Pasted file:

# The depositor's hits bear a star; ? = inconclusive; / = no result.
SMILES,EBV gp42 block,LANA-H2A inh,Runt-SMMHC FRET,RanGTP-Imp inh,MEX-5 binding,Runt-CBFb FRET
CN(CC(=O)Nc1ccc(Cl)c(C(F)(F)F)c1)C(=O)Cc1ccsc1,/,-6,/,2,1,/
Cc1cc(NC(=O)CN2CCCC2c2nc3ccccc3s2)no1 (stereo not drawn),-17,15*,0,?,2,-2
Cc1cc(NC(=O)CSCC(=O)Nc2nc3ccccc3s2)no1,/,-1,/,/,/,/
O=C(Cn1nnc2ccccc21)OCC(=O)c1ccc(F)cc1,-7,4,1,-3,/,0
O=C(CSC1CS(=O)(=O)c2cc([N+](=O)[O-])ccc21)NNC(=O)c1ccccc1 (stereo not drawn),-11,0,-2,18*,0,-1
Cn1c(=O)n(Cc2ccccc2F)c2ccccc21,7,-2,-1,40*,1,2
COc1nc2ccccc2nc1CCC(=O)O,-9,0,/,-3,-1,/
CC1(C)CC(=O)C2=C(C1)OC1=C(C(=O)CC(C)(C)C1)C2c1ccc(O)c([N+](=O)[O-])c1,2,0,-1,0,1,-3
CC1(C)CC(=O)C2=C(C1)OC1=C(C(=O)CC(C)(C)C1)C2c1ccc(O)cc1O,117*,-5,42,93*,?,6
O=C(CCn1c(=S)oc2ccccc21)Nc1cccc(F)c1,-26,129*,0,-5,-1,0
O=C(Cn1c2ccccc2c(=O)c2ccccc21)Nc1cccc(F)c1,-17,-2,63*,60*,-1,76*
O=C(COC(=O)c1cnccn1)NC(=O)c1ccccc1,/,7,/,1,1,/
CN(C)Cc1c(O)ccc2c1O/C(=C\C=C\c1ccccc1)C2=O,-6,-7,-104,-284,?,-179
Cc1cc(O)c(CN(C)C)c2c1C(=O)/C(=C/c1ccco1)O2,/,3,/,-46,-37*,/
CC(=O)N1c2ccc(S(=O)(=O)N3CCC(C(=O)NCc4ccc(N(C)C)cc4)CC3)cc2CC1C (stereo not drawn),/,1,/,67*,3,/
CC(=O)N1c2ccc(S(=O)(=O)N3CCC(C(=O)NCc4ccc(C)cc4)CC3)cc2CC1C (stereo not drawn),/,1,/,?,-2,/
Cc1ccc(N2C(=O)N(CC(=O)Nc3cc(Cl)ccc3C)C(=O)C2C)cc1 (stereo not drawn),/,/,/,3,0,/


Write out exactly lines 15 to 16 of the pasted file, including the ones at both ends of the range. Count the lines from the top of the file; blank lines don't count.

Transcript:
CN(C)Cc1c(O)ccc2c1O/C(=C\C=C\c1ccccc1)C2=O,-6,-7,-104,-284,?,-179
Cc1cc(O)c(CN(C)C)c2c1C(=O)/C(=C/c1ccco1)O2,/,3,/,-46,-37*,/